Seven months ago, ten-year-old Chase Johnson came to his father frustrated that his school’s disease awareness programs mostly focused on cancer and diabetes.
“What about epilepsy?” he said. Epilepsy is a neurological condition that affects the nervous system often triggering seizures in patients and affects more than two million people in the U.S.
Chase was diagnosed with complex partial seizures caused by epilepsy when he was just three years old by his neurologist Dr. Karen Keough of Child Neurology Consultants of Austin.
His father says at one point he suffered 20 to 25 seizures a day.
For many years, Chase controlled his seizures with various medications. When the seizures returned with more severity and frequency, Dr. Keough recommended VNS, or vagus nerve stimulation.
“It’s like a pacemaker for the brain,” explained Dr. Keough. Surgically implanted near the brain, the device is designed to prevent seizures by sending pulses of electrical energy to the brain.
While epilepsy plays a major role in Chase’s and his family’s life, he doesn’t feel like many people in his community know about it. So, he decided to change that.
Early this summer, Chase with the help of his father, launched the non-profit, Chase for the Cure. The website, created by the fifth grader, reads:
Chase for the Cure is a nonprofit organization established by a 10-year-old boy to raise awareness and fundraise to help children affected by epilepsy.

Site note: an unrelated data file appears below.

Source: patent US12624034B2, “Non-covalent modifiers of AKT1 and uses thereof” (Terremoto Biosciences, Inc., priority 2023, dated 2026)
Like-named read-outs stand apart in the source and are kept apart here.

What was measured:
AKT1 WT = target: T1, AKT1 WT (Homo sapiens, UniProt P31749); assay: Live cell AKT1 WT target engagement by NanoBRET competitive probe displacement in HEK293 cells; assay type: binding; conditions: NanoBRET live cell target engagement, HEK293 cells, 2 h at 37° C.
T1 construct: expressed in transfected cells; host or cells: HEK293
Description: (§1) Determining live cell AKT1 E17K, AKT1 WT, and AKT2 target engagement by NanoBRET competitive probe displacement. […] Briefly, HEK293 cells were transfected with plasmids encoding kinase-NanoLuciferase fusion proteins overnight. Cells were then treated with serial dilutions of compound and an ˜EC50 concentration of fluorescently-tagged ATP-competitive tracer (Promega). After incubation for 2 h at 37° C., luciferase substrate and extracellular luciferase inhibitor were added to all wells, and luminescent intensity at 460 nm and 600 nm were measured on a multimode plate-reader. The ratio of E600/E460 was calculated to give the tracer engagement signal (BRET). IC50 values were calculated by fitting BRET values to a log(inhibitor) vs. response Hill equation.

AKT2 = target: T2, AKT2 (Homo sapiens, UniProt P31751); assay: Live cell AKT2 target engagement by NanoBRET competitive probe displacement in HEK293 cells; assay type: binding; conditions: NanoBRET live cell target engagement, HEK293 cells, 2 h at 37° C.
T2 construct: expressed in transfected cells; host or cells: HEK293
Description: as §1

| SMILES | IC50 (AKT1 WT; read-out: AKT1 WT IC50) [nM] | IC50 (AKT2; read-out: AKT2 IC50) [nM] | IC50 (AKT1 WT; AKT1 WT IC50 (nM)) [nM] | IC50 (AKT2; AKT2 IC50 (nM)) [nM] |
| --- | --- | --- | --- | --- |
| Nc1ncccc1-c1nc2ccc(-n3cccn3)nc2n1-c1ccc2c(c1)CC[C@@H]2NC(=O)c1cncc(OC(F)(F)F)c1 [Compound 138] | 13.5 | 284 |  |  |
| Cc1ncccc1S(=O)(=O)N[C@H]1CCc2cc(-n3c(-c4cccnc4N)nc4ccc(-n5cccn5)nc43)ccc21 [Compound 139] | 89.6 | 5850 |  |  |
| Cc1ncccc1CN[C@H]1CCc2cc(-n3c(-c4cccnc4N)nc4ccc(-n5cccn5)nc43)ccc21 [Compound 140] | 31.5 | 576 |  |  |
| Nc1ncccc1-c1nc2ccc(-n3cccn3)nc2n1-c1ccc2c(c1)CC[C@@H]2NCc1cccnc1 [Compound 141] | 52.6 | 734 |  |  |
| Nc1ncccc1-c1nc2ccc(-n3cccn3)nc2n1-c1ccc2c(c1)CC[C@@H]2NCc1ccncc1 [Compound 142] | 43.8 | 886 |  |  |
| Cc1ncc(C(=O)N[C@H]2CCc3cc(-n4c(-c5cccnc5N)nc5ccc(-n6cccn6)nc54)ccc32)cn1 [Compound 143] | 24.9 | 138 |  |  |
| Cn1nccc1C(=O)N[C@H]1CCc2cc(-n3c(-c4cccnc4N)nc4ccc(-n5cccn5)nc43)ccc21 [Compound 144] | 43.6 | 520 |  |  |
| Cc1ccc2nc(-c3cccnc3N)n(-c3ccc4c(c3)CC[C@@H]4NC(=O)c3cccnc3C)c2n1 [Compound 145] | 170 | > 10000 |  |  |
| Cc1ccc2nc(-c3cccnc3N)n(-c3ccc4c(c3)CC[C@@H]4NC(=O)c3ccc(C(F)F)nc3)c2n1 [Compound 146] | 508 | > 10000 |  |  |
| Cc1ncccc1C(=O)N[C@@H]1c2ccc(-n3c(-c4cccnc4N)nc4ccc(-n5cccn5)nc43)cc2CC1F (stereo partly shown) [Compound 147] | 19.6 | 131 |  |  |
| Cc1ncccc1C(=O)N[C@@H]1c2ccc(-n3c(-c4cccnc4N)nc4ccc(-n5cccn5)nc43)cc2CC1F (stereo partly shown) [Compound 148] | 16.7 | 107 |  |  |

Specifically, Chase is working to create an Epilepsy Awareness Day at his and other local schools in Dripping Springs, Texas. He is also raising money for the local Epilepsy Foundation’s Camp Brainstorm at Chase for the Cure’s inaugural Hoop-A-Thon and Basketball Skills Challenge on October 22.
“Many kids with epilepsy are often turned away from normal camp activities like swimming,” said John. He says Camp Brainstorm allows campers to participate in whatever activities they wish in a medically secure environment. The experience also gives campers a chance to be with kids just like them.
John says he’s learned a lot working with his son on this project. “If you talk about it enough, you’ll find that someone has a cousin, a brother, a neighbor who has epilepsy,” said John.
To participate at the October 22nd event or to support the cause, visit www.chaseforthecure.net.